Canada’s overall GDP growth from 2019 to date in 2021 was slightly positive (+0.15%). During the same period, the accommodation & food services industry endured a decline of 34.64%. This underlines the scale of the problem the industry must overcome, but with significant pent-up demand likely to materialize during the last half of 2021, these metrics are expected to change substantially by year-end.
GDP percentage change
(Source: Statistics Canada)
Cross-border travel between Canada and the U.S. has decreased substantially since the start of the pandemic. In February 2020, before the onset of the pandemic lockdowns, 609,309 U.S. vehicles crossed the border into Canada. In February 2021, only 124,675 crossed – a decrease of 80%. Overall border crossings (by both Canadian and American vehicles) were down 61% over the same time frame, as border restrictions for essential travel were implemented.
In mid-June, the Canadian Travel & Tourism Roundtable called on the federal government to release a comprehensive Canada-wide plan for re-opening the economy and the U.S. border, allowing Canadians to travel freely within the country, and implementing a vaccination certification program to allow entry to international travelers. The group sees these measures as being critical to the recovery of the country’s travel and tourism sector as well as the economy as a whole.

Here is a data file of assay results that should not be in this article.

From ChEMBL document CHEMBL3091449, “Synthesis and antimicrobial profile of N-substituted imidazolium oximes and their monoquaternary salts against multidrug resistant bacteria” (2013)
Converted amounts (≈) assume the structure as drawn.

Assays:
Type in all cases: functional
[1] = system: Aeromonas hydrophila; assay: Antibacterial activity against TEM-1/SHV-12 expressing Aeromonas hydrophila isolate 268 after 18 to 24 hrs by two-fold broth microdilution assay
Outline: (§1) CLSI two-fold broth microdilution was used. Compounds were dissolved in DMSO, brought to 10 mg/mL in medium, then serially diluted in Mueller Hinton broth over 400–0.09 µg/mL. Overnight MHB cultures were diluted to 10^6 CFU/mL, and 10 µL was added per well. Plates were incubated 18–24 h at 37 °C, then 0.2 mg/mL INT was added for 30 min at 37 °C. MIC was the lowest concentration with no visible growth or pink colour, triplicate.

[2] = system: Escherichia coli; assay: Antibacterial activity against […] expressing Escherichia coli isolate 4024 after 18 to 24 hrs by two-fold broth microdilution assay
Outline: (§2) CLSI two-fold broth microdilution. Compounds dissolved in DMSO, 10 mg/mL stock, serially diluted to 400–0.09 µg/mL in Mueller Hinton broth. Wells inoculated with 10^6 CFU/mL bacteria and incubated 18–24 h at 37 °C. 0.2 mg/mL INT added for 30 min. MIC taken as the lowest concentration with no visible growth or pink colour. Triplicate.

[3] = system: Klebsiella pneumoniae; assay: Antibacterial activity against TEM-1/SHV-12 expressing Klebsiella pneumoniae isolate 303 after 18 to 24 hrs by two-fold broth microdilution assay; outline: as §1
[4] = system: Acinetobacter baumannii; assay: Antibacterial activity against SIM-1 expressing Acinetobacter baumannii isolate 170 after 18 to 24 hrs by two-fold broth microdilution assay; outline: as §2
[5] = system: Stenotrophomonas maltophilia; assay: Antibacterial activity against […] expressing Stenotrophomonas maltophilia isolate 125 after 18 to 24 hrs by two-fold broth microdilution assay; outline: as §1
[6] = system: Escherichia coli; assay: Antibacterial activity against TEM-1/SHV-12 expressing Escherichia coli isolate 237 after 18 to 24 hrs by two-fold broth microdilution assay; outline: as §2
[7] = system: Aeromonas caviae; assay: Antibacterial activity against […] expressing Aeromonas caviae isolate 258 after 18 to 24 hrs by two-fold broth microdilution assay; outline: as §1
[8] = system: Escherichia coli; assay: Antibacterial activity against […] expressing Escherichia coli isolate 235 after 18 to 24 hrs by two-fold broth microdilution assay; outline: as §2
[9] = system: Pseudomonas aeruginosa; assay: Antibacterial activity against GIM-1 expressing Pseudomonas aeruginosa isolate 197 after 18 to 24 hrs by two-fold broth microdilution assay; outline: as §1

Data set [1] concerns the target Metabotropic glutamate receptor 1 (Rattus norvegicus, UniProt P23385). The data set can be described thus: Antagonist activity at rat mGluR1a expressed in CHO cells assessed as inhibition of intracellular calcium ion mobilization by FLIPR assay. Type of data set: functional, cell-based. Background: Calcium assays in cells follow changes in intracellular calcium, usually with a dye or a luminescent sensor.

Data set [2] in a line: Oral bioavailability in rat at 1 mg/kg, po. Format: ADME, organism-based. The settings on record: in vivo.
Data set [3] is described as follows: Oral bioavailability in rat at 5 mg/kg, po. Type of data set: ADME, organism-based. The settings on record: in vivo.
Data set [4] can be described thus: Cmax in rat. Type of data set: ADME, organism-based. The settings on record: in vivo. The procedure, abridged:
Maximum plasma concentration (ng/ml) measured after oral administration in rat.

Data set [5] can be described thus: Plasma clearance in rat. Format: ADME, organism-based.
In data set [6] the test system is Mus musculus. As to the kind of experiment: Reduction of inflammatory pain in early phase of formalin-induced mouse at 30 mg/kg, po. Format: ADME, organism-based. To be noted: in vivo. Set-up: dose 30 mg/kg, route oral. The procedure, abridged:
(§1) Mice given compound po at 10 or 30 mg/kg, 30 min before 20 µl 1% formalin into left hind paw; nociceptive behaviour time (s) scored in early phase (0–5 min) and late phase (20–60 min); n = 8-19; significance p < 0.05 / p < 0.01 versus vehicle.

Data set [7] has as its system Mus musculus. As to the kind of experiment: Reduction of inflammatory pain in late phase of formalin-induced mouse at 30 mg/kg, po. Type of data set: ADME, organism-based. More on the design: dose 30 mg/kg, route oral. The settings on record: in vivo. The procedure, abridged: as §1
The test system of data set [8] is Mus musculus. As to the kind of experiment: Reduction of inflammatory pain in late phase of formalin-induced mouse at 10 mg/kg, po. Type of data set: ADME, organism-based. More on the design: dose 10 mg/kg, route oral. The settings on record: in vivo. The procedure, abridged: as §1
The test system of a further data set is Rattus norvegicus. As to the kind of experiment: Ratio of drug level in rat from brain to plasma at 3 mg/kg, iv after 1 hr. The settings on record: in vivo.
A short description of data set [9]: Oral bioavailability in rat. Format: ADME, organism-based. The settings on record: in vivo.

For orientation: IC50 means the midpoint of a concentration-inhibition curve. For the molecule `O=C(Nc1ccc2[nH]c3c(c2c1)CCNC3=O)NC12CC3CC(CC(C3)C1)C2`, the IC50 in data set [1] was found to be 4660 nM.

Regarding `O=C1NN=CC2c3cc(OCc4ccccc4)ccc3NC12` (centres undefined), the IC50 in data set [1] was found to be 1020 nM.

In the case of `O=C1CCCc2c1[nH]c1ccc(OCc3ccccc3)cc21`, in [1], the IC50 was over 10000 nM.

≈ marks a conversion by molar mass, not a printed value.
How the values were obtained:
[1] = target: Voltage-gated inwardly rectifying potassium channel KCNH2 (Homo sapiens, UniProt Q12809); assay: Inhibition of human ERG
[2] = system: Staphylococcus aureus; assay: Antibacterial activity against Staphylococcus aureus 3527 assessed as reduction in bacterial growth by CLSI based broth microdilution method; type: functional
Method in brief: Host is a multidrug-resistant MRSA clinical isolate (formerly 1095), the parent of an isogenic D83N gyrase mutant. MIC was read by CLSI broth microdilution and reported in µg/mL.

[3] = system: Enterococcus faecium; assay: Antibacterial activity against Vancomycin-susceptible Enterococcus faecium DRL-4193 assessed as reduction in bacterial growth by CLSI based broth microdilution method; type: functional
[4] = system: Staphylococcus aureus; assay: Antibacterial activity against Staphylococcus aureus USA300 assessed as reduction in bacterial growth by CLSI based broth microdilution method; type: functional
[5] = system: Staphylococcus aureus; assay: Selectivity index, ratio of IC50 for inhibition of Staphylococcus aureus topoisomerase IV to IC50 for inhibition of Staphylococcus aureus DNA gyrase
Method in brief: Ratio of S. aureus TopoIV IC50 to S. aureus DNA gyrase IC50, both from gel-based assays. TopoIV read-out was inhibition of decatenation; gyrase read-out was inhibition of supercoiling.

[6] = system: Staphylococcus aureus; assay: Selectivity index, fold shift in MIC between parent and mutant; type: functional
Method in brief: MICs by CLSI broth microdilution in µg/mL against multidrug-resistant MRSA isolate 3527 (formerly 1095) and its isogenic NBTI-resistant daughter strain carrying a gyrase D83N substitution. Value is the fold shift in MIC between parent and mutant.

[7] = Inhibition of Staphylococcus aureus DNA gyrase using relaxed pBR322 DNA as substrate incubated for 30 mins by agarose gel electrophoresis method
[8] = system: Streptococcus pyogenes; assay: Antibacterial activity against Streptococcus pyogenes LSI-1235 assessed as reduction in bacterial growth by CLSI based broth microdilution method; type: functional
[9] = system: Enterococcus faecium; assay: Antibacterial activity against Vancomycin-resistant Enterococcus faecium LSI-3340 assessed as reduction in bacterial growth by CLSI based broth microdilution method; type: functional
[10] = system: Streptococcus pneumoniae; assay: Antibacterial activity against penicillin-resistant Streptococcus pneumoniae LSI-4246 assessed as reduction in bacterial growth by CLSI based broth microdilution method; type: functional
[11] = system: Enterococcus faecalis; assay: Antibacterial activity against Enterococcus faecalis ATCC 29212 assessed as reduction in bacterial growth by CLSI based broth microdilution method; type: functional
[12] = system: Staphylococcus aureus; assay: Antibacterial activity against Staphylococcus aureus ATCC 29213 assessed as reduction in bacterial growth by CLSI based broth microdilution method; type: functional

The federal government’s mandatory quarantine rules for fully vaccinated Canadians and Permanent Residents returning to Canada were relaxed beginning July 5th, 2021. It was later announced that this would be extended to include fully vaccinated U.S. citizens and Permanent Residents starting August 9th, and, if the situation continues to improve, all fully vaccinated international travelers by September 7th, subject to a negative COVID-19 test. No date has been announced for the border to reopen fully, but government representatives from both countries have indicated a reopening during the coming months is the goal. Officials speculate that some form of vaccine passport, multiple negative COVID-19 tests or some combination thereof will be required in order to travel across the border for non-essential purposes.